Sports Psychology Tips: A Common Mental Game Error Many Footballers Make
Is being perfect a challenge for you?
It doesn’t matter how old or how young you are or your level of skill. All footballers make mistakes because of mental game errors. These errors can be caused by a lack of self-awareness and a lack of understanding about how to control your emotions, manage your confidence and improve your focus. All qualities attributed to Mentally Tough footballers. In this article I’ll share a very common mistake in the mental game of football that I’ve come across from discussions with top coaches and supporting 100’s of footballers.
Trying To Be Perfect
Think about when you play your best football. What are you thinking about? Not much many people tend to say. You’re free and allow yourself to express your skills.
Now think about the following scenario’s and how they influence your thinking:
- You’re going through a bad patch in a game, where you’ve misplaced a few passes and one of them results in your team conceding a goal.
- You’ve tried to beat your opponent a number of times down the line a few times and he or she has got the better of you.
- Your coach has pointed out in training 3-4 things for you to think about in your game which has knocked your confidence.
- You’ve had a great first half, then struggled to assert yourself in the second half, watching the game fly by.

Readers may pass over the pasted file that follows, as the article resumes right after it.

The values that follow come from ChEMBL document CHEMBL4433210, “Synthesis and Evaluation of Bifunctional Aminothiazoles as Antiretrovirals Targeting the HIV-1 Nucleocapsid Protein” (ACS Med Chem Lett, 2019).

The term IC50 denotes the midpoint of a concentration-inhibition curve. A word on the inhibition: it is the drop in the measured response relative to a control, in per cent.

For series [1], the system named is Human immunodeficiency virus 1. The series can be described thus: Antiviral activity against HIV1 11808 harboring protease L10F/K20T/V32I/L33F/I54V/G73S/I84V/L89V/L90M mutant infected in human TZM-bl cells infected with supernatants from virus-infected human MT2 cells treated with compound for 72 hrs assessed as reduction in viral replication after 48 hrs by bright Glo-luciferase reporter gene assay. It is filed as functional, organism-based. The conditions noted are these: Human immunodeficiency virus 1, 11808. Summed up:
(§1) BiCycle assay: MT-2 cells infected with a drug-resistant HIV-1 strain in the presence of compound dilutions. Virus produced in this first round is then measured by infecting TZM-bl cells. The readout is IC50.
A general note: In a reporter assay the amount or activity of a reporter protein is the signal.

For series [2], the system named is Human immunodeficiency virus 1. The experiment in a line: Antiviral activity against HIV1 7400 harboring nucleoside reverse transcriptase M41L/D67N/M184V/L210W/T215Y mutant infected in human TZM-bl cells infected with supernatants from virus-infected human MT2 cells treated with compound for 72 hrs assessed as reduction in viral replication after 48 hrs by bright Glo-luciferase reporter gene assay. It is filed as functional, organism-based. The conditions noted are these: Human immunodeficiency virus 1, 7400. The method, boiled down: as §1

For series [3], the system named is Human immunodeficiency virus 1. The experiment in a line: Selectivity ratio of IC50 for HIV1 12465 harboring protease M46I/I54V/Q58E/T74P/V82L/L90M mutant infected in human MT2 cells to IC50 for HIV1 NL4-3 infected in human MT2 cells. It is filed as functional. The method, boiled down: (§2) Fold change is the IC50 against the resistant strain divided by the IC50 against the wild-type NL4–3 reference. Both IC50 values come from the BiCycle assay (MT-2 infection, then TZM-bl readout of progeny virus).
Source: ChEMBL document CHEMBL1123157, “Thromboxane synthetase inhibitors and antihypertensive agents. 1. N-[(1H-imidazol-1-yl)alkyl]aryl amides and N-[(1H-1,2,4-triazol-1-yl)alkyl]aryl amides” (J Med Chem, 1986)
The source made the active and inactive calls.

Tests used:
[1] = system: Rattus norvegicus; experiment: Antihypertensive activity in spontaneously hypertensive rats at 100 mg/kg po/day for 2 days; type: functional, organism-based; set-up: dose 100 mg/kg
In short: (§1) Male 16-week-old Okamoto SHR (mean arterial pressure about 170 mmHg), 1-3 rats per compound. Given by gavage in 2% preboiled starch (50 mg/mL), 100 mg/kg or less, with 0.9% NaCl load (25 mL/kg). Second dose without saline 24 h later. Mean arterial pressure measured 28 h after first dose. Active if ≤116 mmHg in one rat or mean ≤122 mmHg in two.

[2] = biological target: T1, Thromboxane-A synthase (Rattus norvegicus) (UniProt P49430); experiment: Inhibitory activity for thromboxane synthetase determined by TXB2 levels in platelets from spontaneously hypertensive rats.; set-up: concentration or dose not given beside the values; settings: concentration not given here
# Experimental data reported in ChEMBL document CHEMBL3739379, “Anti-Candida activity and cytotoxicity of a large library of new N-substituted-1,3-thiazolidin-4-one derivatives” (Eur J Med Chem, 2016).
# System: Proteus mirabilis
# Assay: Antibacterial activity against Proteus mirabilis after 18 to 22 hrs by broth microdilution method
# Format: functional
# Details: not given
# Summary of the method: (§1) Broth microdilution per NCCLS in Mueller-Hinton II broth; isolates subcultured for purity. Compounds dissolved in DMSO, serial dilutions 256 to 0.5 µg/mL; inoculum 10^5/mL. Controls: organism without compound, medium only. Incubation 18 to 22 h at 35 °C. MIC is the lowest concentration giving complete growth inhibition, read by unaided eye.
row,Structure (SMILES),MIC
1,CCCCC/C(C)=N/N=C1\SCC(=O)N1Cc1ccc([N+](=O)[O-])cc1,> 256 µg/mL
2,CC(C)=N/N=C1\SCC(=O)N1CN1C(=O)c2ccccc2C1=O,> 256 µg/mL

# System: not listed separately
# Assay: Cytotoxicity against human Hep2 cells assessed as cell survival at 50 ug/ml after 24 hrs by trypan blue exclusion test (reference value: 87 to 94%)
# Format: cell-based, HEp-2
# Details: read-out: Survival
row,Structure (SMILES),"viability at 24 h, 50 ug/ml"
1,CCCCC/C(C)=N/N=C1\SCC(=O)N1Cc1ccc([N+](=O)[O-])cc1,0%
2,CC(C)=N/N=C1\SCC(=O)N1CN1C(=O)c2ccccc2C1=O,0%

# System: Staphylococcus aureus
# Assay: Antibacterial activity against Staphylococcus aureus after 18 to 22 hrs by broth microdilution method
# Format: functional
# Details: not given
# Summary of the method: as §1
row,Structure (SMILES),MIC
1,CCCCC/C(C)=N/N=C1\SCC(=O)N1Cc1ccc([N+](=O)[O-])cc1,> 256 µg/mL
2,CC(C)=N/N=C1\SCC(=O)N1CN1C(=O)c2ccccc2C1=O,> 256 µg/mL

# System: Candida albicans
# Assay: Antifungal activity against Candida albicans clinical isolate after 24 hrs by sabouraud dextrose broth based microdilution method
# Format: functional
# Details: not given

Do situations like the one’s above cause you to over think?
Over thinking often occurs during a match and can be counter-productive to producing a good performance. It can cause you to focus to try to be perfect to match your own and the expectations that others put on you.
Consciously trying to control your body when you try to pass or shoot, it only makes things much more difficult. Over thinking about your technique goes to build up tension in your body, which means the your natural timing is going to be out of sync and then when you have to pass or cross the ball your feel will be all over the place resulting in you over or under hitting the ball.
If you’re driving a car and thought about where your left hand needed to go to change gear or what your foot needed to do to hit the accelerator you’d crash right! So keep it simple, very simple when you compete. Trust your ability, keep it simple and do the basics well.
Save the overthinking for after the match or when your training. You may even wish to try visualisation exercises or sports hypnosis to help you overcome perfectionist tendencies.
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Sport Psychologist located near Sunderland, UK and willing to travel Internationally. Managing Director – Inspiring Sporting Excellence. With over 10 years experience supporting athletes, coaches, parents and teams to achieve their goals, quickly.
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